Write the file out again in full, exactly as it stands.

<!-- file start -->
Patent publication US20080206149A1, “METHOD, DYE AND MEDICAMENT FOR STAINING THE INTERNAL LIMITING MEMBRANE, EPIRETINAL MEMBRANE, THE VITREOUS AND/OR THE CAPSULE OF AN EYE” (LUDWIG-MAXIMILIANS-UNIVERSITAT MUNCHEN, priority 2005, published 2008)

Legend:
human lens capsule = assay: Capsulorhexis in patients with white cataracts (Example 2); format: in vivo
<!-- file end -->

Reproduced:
Patent publication US20080206149A1, “METHOD, DYE AND MEDICAMENT FOR STAINING THE INTERNAL LIMITING MEMBRANE, EPIRETINAL MEMBRANE, THE VITREOUS AND/OR THE CAPSULE OF AN EYE” (LUDWIG-MAXIMILIANS-UNIVERSITAT MUNCHEN, priority 2005, published 2008)

Legend:
human lens capsule = assay: Capsulorhexis in patients with white cataracts (Example 2); format: in vivo